The intervention ran from August 2008 until August 2010, with data collection continuing until November 2011. The intervention focused on a set of 38 management practices that are standard in American, European, and Japanese manufacturing firms and which can be grouped into five broad areas: factory operations, quality control, inventory control, human-resources management, and sales and orders management (for details see Appendix Table A2). Each practice was measured as a binary indicator of the adoption (1) or non-adoption (0) of the practice. The consulting intervention had three phases. The diagnostic phase took one month and was given to all treatment and control experimental plants. It involved evaluating the current management practices of each plant, constructing a performance database, and providing each plant with a detailed analysis of its current management practices along with recommendations for change. The second phase was a four-month implementation phase given only to the treatment experimental plants. In this phase, the consulting firm followed up on the diagnostic report to help introduce as many of the 38 management practices as the plants could be persuaded to adopt. The third phase was a measurement phase, which lasted until November 2011, involving the collection of performance and management data from all treatment and control plants. See Bloom et al. (2013) for more details
Experimental Design Details
Randomization done by computer
occurred at the firm level and was conducted by computer.
We first randomly chose six firms to be the control firms, and one
eligible plant from each of them to be the control plants. The
remaining 11 firms were then the treatment firms. Our initial
funding and capacity constraints of the consulting team meant
that we could start with four plants as a first round, which started
in September 2008. We therefore randomly chose 4 of the 11
treatment firms to be in round 1, randomly selecting one plant
from each firm. In April 2009, we started a second round of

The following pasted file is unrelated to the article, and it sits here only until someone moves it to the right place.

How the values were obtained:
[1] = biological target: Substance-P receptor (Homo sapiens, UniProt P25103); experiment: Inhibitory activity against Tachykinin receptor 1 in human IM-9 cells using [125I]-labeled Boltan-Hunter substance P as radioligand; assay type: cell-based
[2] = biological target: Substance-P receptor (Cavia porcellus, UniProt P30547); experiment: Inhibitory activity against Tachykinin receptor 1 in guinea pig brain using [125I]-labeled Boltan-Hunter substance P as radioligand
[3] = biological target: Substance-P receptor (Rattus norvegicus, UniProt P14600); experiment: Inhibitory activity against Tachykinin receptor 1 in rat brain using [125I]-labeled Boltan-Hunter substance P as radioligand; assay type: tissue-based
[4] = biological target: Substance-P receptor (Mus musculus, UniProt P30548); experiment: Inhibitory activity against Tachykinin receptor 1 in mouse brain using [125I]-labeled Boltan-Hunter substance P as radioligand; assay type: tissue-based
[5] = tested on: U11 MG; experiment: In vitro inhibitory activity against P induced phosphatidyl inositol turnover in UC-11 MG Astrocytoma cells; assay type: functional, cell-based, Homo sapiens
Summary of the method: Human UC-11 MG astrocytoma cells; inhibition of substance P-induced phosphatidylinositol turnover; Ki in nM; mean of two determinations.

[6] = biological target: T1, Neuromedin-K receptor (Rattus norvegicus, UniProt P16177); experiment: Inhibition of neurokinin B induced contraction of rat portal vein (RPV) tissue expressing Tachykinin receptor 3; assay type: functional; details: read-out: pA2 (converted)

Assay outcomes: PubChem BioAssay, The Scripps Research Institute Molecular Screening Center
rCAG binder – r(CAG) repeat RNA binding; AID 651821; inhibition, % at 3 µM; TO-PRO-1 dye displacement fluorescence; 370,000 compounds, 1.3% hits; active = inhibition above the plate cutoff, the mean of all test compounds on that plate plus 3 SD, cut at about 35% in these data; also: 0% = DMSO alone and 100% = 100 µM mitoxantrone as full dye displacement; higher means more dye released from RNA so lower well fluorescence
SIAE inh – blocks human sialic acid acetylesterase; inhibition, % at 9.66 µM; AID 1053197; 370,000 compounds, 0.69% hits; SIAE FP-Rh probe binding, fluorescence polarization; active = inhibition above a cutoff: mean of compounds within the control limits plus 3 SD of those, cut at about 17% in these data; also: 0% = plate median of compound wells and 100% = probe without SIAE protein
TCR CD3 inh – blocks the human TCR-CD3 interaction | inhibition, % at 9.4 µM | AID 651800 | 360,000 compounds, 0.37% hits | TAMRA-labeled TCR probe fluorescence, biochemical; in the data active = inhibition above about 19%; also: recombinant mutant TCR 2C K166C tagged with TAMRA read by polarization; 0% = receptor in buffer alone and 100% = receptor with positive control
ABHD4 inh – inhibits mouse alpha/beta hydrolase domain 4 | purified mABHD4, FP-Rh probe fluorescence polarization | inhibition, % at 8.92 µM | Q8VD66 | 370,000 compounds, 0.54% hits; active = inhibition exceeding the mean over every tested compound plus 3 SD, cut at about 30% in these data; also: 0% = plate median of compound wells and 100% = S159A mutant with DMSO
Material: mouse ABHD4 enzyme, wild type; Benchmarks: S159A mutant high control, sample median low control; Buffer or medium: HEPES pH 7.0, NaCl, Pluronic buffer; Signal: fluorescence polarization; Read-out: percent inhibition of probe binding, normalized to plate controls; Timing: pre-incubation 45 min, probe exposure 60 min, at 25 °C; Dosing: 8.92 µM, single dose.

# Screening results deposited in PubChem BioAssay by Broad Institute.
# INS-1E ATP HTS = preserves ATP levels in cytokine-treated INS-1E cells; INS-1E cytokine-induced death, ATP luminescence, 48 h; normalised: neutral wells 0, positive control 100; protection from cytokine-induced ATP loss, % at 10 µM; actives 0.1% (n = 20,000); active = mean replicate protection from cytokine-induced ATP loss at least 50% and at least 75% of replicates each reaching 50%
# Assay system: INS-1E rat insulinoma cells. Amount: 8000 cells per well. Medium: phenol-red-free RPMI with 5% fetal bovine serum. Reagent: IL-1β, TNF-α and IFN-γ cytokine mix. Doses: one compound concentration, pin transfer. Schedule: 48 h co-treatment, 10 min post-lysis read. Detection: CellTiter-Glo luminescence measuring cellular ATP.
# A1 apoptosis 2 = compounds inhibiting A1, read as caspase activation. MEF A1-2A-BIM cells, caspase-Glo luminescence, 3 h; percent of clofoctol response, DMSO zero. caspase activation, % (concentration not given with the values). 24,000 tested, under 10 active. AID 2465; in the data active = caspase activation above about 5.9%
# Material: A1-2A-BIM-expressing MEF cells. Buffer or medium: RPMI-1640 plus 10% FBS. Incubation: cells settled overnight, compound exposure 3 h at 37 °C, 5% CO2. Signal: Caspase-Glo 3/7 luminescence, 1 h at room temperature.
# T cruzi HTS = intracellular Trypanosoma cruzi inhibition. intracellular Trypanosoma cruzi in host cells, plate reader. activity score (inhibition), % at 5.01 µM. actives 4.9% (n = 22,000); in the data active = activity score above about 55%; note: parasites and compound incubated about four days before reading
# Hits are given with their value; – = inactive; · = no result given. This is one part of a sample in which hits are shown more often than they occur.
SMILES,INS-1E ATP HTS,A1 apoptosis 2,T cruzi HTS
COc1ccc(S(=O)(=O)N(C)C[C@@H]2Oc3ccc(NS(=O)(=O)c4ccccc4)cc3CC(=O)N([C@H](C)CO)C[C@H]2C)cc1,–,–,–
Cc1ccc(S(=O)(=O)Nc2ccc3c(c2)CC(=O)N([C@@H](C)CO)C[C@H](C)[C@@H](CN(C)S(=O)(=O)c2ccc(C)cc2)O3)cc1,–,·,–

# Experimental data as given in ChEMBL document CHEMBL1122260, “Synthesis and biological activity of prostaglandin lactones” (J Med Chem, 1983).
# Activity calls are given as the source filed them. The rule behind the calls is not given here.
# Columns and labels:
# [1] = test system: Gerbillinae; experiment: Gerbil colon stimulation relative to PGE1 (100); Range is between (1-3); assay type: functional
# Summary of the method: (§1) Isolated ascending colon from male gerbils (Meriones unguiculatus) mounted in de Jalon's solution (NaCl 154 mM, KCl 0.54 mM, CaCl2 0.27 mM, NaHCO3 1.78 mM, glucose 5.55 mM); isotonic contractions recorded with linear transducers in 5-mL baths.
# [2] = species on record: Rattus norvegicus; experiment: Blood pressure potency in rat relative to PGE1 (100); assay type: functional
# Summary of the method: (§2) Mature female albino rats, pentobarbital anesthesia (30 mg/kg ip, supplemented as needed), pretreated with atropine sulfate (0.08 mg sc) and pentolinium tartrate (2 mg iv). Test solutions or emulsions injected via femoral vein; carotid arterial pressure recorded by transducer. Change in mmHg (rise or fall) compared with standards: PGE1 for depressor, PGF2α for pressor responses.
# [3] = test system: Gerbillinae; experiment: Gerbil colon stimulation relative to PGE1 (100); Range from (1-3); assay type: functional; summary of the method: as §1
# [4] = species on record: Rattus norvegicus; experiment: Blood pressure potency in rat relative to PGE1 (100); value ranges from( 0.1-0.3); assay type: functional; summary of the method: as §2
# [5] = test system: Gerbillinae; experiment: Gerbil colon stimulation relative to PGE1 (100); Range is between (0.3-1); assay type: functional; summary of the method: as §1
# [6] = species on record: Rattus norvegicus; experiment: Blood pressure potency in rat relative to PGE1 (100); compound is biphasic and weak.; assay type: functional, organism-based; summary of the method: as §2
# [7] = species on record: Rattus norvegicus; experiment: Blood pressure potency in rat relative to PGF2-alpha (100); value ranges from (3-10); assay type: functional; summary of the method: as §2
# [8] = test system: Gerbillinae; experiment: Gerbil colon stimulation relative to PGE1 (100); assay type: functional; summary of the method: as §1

treatment. This comprised selecting a random plant from each
of the remaining seven treatment firms, and, because funding
allowed for it, three more plants selected at random from the
treatment firms with multiple plants.
Was the treatment clustered?
Sample size: planned number of clusters
Sample size: planned number of observations
Sample size (or number of clusters) by treatment arms
6 control firms, with 6 control plants
11 treatment firms, with 14 treatment plants
Minimum detectable effect size for main outcomes (accounting for sample design and clustering)
INSTITUTIONAL REVIEW BOARDS (IRBs)
Post Trial Information
Is the intervention completed?
Intervention Completion Date
March 29, 2012, 12:00 AM +00:00
Is data collection complete?
Reports, Papers & Other Materials
A long-standing question is whether differences in management practices
across firms can explain differences in productivity, especially in developing
countries where these spreads appear particularly large. To investigate this,
we ran a management field experiment on large Indian textile firms. We provided
free consulting on management practices to randomly chosen treatment
plants and compared their performance to a set of control plants. We find that
adopting these management practices raised productivity by 17% in the first
year through improved quality and efficiency and reduced inventory, and
within three years led to the opening of more production plants. Why had
the firms not adopted these profitable practices previously? Our results suggest
that informational barriers were the primary factor explaining this lack of adoption.
Does Management Matter: Evidence from India, QJE 2013
REPORTS & OTHER MATERIALS